The Bodleian Library has acquired an extremely rare autograph letter by the 17th-century English bookseller and auctioneer Edward Millington. The letter, dated 29 November 1673, is only the second known item of correspondence in Millington’s hand and represents a significant addition to evidence of book trade in this period, not least because Millington’s correspondent is both a researcher of witchcraft and a woman. The addressee is  “the Lady Gerhard at Mr Sanders a woollen draper in York Streete near Covent Garden” ;  most probably Lady Jane Gerard, née Digby, baroness of Bromley. At the time the letter was written Lady Gerard had already lost her first husband, Charles Gerard, 4th baron Gerard of Bromley (d.1667) and was yet to marry her second,  Sir Edward Hungerford (1632-1711). Lady Gerard’s discovery of a ‘healing spring’ at Willowbridge in Staffordshire would be recorded in 1676 by her chaplain Samuel Gilbert in a pamphlet entitled ‘Fons sanitatis’ (London, 1676). She died in 1703.

The present letter reveals Lady Gerard to have had a serious interest in writings on witchcraft; tantalisingly, it seems to have been part of a longer correspondence with Millington, the rest of which is now lost. In it he recalls having promised Lady Gerard “an exact account of all the English authors of witchcraft both for and against,”  and mentions a previous “parcell of books” sold to her. Millington himself was well placed to advise on such a topic; in 1669, he had published John Wagstaffe’s ‘The question of witchcraft debated’ out of the print shop he ran at the sign of the Pelican on Duck Lane, Little Britain. By the time of this letter he had moved to his later premises, at the sign of the Bible, but was yet to make his name as an auctioneer; a career that would see him described by Thomas Herne as “certainly the best Auctioneer in the World, being a man of Great Wit and Fluency of Speech… [though] very impudent and saucy” [DNB].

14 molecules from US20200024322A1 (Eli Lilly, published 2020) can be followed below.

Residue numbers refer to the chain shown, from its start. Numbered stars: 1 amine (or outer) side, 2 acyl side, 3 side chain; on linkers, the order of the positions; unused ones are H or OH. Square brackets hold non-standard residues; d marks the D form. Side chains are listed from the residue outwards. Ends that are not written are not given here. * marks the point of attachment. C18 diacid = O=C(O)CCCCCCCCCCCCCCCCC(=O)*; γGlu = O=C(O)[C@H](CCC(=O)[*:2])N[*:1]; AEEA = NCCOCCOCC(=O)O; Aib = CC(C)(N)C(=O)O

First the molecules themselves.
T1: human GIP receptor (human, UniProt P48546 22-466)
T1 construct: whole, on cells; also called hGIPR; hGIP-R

Three early modern books on witches and witchcraft

Books on witches and witchcraft, as recommended by Edward Millington

By 1673 Millington was evidently active in the second-hand book trade; the purpose of this letter to Lady Gerard is to provide a list of further books he was able to supply, with prices. These include “Dr Dees Relation of his actions with spirits,” probably ‘A true & faithful relation of what passed for many yeers between Dr. John Dee […] and some spirits’ (London, 1659); “Ady’s Candle in the Darkness,” i.e. Thomas Ady’s ‘A candle in the dark: or, A treatise concerning the nature of witches & witchcraft’, first published London 1655, and “Lavater Of Walking Ghosts,” which must be an English translation of Ludwig Lavater’s  ‘De spectris, lemuribus et magnis atque insolitis fragoribus’, such as the one published in 1596 as ‘Of ghostes and spirites, walking by night, and of straunge noyses, crackes, and sundrie forewarnings, which commonly happen before the death of men…’. Copies of all three of the books recommended by Millington are available to researchers at the Bodleian – soon they will be able to consult them alongside Millington’s letter of recommendation.